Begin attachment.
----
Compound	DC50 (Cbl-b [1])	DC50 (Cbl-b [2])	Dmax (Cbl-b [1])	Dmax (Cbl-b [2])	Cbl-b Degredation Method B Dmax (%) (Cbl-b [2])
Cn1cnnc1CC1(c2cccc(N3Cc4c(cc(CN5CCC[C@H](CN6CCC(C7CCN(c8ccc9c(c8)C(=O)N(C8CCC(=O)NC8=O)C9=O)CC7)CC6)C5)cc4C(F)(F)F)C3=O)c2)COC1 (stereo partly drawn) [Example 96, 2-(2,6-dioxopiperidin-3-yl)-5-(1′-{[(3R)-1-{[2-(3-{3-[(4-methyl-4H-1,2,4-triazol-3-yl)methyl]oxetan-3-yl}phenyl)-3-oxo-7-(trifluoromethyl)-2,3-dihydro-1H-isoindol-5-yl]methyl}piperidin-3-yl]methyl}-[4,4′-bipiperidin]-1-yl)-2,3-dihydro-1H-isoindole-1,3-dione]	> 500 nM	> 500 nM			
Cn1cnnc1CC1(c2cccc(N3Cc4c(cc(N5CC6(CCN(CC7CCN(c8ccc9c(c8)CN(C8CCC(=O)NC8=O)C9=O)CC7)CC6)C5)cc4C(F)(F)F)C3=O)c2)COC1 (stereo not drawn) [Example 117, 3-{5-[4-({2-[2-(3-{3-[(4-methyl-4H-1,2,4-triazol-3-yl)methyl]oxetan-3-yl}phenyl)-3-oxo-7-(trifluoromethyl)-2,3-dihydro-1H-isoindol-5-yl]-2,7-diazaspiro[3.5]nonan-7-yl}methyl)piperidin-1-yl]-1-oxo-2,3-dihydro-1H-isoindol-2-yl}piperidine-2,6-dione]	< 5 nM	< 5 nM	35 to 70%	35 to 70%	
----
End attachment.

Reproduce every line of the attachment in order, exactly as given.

Compound	DC50 (Cbl-b [1])	DC50 (Cbl-b [2])	Dmax (Cbl-b [1])	Dmax (Cbl-b [2])	Cbl-b Degredation Method B Dmax (%) (Cbl-b [2])
Cn1cnnc1CC1(c2cccc(N3Cc4c(cc(CN5CCC[C@H](CN6CCC(C7CCN(c8ccc9c(c8)C(=O)N(C8CCC(=O)NC8=O)C9=O)CC7)CC6)C5)cc4C(F)(F)F)C3=O)c2)COC1 (stereo partly drawn) [Example 96, 2-(2,6-dioxopiperidin-3-yl)-5-(1′-{[(3R)-1-{[2-(3-{3-[(4-methyl-4H-1,2,4-triazol-3-yl)methyl]oxetan-3-yl}phenyl)-3-oxo-7-(trifluoromethyl)-2,3-dihydro-1H-isoindol-5-yl]methyl}piperidin-3-yl]methyl}-[4,4′-bipiperidin]-1-yl)-2,3-dihydro-1H-isoindole-1,3-dione]	> 500 nM	> 500 nM			
Cn1cnnc1CC1(c2cccc(N3Cc4c(cc(N5CC6(CCN(CC7CCN(c8ccc9c(c8)CN(C8CCC(=O)NC8=O)C9=O)CC7)CC6)C5)cc4C(F)(F)F)C3=O)c2)COC1 (stereo not drawn) [Example 117, 3-{5-[4-({2-[2-(3-{3-[(4-methyl-4H-1,2,4-triazol-3-yl)methyl]oxetan-3-yl}phenyl)-3-oxo-7-(trifluoromethyl)-2,3-dihydro-1H-isoindol-5-yl]-2,7-diazaspiro[3.5]nonan-7-yl}methyl)piperidin-1-yl]-1-oxo-2,3-dihydro-1H-isoindol-2-yl}piperidine-2,6-dione]	< 5 nM	< 5 nM	35 to 70%	35 to 70%	